Overzealous Agents… or Symptomatic of Something Deeper?

In the dark, it looks like beer…

The NSA collects meta-data on everyone… The IRS cracks down on Tea Party 501(c)4 applications… The DOJ subpoenas Associated Press phone records and spies on Fox News reporter James Rosen… The abuse-of-power scandals in Washington, D.C., grows so long that we become almost inured.

That sort of thing could never happen in Virginia, could it?

A 20-year-old University of Virginia student Elizabeth Daly spent a day and a night in the Albemarle-Charlottesville poky for the offense of walking to her car with a pack of bottled water from a Harris-Teeter. She was approached by a group of state plain-cloths Alcoholic Beverage Control agents who mistook the sparkling water for a 12-pack of beer. One drew a gun. Unsure of who they were, Daly tried to flee in her car, grazing two agents with her SUV.

Agents charged Daly with two counts of assaulting a law enforcement officer and one count of eluding police, reports the Daily Progress. The felonies carry a maximum penalty of five years in prison and $2,500 in fines per offense.

Perhaps I’m feeling over-sensitive these days to abuses of power by the leviathan state. Daly’s case wasn’t political, so it doesn’t qualify as a big brother offense. But it does seem excessive.


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13 responses to “Overzealous Agents… or Symptomatic of Something Deeper?”

  1. Ghost of Ted Dalton Avatar
    Ghost of Ted Dalton

    I actually think this is a little more complicated than the media’s portrayal.

    The real question is this: If someone displays a badge of authority, what do you do?

    It’s my understanding that the ABC Officers were actually holding up their badges and trying to get the girl to stop. She refused their commands and the melee ensued.

    Now, no one disputes that the Agents weren’t in uniform. However, they were displaying badges and telling her to stop.

    What would you do?

    I’m inclined to stop if someone is holding up a badge and identifying himself as a law enforcement officer. Perhaps I’m just a “sheep” to leviathan! ha ha But I’d stop and ask to see their identification.

    But I don’t think I’m the only one. I think most people would at least stop and ask the officer for identification. I don’t think the automatic reaction is to jump in a vehicle and take off.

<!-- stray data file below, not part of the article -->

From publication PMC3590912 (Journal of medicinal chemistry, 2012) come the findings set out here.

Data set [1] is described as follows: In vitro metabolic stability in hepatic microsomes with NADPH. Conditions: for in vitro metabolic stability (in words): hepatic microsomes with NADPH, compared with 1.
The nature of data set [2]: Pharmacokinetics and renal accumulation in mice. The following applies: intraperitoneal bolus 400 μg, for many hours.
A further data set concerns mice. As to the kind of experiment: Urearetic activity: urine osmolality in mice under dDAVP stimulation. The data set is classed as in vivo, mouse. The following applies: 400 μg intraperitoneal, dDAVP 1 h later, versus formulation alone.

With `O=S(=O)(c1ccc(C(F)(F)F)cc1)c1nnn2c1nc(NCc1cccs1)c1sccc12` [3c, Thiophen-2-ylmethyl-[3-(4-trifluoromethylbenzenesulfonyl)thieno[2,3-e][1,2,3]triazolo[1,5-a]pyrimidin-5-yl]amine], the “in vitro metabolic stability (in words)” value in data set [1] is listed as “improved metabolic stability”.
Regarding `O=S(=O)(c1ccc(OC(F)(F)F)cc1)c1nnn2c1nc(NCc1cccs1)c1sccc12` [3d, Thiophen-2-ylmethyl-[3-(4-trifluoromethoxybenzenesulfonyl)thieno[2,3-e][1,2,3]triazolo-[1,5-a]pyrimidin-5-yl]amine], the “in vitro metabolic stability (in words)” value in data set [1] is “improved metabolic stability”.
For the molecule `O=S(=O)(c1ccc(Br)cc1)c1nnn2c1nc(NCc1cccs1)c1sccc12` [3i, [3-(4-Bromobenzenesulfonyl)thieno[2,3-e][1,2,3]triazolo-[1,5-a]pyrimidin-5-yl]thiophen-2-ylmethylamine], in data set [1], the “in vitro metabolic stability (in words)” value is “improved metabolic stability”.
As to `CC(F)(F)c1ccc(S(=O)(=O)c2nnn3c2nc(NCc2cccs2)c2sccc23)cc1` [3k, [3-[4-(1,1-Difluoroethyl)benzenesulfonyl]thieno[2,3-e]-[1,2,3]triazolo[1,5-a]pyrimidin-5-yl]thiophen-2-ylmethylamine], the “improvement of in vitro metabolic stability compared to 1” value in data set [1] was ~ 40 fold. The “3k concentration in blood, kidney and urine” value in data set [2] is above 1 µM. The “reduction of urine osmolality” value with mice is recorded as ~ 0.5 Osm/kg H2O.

However, I can understand why she reacted the way she did as well. Perhaps she thought it was frat boys playing a prank?

    I just think there’s a lot of gray here as to what the “correct response” is in this situation.

    1. virginiagal2 Avatar

      I am assuming you are not a woman. As recently as this year, I was at a seminar about personal safety where the advice a police officer gave to women who were stopped by someone who claims to be a police officer, but appears suspicious, is to get in their car, call 911, and if pursued, drive to the police station. The police officer told the group to do exactly what this girl did.

      You have a young girl, in a dark parking lot, who has done absolutely nothing wrong, approached by a group of people – not just one person, and all but one were men – not in uniform, claiming to be police, jumping on her car, trying to break her windows, and brandishing a gun. That is not, to put it mildly, normal police behavior, nor is it appropriate to the accused crime. I wouldn’t have believed they were police officer either.

      If this was YOUR daughter, would you want her to just passively assume any weirdo with a badge is actually a police officer, no matter how inappropriately or suspiciously they are acting?

      Women are told NOT to assume that because a number of rapists and muggers have been using fake badges. Google “Virginia rapist impersonating police officer” and look at the hits.

      This sort of behavior puts women in a situation where they can either risk being raped or risk being arrested. Not much of a choice.

      I think the ABC agents need to stop being SWAT wannabees and try “Excuse me, miss, can you please come over here? I am a police officer,” while standing in the LIGHT by Harris Teeter, and, if the person goes to their car because they are scared, possibly WALKING calmly over to the car and showing the badge against the window, where it can be easily read, and waiting while the person calls 911 and verifies identity.